The plaintiff urges with considerable persuasion that the concurrent negligence of all three defendants was logically integrated, in proximately producing the ultimate tortious result, *fn7" i.e., the ensuing death of the decedent. The "indivisible joint tort" theory, advanced for the purpose of aggregating personal injury damage claims in order to invoke federal jurisdiction, was considered in Trail v. Green, 206 F. Supp. 896 (D.C.N.J.1962), an opinion by Judge Lane of this Court. In that case, the defendants were a driver of a truck involved in a collision with the plaintiff, and the hospital where the latter was taken for treatment of his personal injuries. There, the court found the torts, if any, to be separate acts. However, at page 899, the following pertinent observation is made:

 
"Under the circumstances of a single indivisible result, the court could usually aggregate the claims against the defendants in order to achieve the requisite jurisdictional amount. See Cornell v. Mabe, 206 F.2d 514, 516 (5th Cir. 1953). Yet suppose plaintiff's injuries exceed $10,000, and we attempted to aggregate the claims against defendants. The hospital, unlike the ordinary defendant would still not be responsible for entire liability, but for merely $10,000 in light of N.J.S.A. 2A:53-8. (now 2A:53A-8)
 
"Therefore, whether the case before us presents controversies capable of separation or an integrated suit incapable of practical division, we face the same issue: Does the United States District Court have jurisdiction of a defendant non-profit hospital wherein plaintiff claims an amount above the jurisdictional requirement, though defendant could never be liable for this sum owing to a New Jersey state statute limiting the liability of non-profit hospital to an amount not exceeding $10,000?"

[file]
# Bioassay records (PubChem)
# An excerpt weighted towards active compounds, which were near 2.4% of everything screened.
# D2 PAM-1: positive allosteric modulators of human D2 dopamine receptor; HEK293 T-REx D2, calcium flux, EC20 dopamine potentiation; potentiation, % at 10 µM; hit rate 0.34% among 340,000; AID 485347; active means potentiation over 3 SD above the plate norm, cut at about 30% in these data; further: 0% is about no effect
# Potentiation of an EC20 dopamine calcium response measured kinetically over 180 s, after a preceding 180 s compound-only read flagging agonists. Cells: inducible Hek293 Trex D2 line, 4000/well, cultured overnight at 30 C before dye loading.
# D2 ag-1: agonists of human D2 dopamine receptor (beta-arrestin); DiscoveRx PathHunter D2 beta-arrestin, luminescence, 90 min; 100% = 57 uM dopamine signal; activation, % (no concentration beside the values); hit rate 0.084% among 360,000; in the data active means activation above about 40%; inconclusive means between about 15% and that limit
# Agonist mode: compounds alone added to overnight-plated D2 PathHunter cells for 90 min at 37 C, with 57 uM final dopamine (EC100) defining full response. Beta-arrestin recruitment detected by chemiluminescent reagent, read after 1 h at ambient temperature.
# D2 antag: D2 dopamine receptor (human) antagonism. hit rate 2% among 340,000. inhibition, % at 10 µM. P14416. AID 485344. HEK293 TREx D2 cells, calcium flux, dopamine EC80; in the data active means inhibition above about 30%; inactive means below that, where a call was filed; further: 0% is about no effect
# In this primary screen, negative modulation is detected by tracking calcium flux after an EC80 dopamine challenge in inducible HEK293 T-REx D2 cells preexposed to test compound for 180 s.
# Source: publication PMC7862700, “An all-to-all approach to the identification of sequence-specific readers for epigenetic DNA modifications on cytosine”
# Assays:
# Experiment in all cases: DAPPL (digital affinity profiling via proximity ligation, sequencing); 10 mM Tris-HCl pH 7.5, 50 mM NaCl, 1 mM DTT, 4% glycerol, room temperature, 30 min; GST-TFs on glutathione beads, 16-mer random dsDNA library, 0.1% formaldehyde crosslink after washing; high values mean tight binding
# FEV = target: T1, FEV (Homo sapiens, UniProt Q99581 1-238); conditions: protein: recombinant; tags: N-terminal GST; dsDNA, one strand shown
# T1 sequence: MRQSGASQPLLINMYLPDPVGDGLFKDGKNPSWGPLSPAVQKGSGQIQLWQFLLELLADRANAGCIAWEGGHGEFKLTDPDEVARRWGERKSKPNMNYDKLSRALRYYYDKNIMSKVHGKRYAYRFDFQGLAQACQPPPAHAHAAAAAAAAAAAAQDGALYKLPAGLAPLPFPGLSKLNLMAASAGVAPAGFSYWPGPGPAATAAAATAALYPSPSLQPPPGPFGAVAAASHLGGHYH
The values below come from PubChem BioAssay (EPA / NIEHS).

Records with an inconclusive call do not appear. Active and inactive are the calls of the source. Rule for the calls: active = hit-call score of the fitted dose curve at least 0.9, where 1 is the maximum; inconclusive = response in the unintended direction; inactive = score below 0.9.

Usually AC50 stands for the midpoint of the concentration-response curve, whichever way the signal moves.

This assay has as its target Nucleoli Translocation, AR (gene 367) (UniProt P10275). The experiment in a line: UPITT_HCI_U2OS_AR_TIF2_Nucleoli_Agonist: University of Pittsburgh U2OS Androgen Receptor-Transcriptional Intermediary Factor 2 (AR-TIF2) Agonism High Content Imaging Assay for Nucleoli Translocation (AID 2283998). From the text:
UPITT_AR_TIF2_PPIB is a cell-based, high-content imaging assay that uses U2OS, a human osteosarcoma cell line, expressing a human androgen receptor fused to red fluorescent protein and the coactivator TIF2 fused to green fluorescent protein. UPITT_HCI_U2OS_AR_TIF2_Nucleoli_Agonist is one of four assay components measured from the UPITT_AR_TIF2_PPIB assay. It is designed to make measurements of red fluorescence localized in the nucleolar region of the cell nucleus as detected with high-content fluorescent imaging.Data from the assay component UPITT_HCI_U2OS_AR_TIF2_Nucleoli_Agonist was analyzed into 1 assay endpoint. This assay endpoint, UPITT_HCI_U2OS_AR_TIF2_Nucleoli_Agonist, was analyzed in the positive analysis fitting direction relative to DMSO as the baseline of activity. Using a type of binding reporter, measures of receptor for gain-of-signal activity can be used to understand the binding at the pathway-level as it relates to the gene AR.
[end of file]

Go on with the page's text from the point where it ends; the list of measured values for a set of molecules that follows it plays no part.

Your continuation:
The Court concluded that the case did not meet the jurisdictional test because of the limitation of recovery by the New Jersey statute, pointing out that federal courts will not expand their jurisdiction to accommodate litigants, so that where jurisdiction is doubtful in a diversity action the Court should dismiss the action. National Surety Corp. v. Chamberlain, 171 F. Supp. 591, 592 (N.D.Tex.1959). Such thinking accords with the opinion of this Court in the present matter, so that the count for pain and suffering alleged against the defendant hospital will be dismissed for lack of jurisdiction.

 The question of whether the partial immunity statute, 2A:53A-8, limits recovery under the Death Act to an extent which would fall below our jurisdictional amount appears to be one of first impression. While this issue is controlled by the substantive law of New Jersey, its courts have been silent thereon. In such a situation, resort must be had to an ascertainment of what, in the opinion of this federal court, the New Jersey Court of last resort would most probably determine, if presented with such a concrete case, as here. Rules of Decisions Act, 28 U.S.C. § 1652. As stated by this Court in Caporossi v. Atlantic City, New ...